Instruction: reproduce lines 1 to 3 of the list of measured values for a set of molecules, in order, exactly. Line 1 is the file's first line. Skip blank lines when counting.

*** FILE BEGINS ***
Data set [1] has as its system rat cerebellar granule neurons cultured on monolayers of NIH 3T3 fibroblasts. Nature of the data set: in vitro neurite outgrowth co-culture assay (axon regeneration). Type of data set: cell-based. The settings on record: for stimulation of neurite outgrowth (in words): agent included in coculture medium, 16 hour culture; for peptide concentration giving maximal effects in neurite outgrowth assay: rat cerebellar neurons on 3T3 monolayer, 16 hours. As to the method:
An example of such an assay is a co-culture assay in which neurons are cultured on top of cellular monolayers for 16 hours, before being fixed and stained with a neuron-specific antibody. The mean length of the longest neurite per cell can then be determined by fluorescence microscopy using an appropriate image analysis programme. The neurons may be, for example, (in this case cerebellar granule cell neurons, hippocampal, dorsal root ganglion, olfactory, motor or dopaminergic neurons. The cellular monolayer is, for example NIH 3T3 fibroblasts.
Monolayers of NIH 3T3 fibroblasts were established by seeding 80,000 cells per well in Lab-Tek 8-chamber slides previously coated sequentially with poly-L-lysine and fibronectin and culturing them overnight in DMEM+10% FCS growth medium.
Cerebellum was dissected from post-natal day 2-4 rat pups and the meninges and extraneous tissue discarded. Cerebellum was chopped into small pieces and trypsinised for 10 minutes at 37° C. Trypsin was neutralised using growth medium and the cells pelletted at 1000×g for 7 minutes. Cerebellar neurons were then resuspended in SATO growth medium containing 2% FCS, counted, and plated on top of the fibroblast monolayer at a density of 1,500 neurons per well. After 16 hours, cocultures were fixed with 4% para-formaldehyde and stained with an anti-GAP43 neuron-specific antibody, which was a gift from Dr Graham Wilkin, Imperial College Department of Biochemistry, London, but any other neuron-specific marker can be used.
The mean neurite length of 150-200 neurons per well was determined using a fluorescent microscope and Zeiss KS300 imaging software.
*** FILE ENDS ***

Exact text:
Data set [1] has as its system rat cerebellar granule neurons cultured on monolayers of NIH 3T3 fibroblasts. Nature of the data set: in vitro neurite outgrowth co-culture assay (axon regeneration). Type of data set: cell-based. The settings on record: for stimulation of neurite outgrowth (in words): agent included in coculture medium, 16 hour culture; for peptide concentration giving maximal effects in neurite outgrowth assay: rat cerebellar neurons on 3T3 monolayer, 16 hours. As to the method:
An example of such an assay is a co-culture assay in which neurons are cultured on top of cellular monolayers for 16 hours, before being fixed and stained with a neuron-specific antibody. The mean length of the longest neurite per cell can then be determined by fluorescence microscopy using an appropriate image analysis programme. The neurons may be, for example, (in this case cerebellar granule cell neurons, hippocampal, dorsal root ganglion, olfactory, motor or dopaminergic neurons. The cellular monolayer is, for example NIH 3T3 fibroblasts.
Monolayers of NIH 3T3 fibroblasts were established by seeding 80,000 cells per well in Lab-Tek 8-chamber slides previously coated sequentially with poly-L-lysine and fibronectin and culturing them overnight in DMEM+10% FCS growth medium.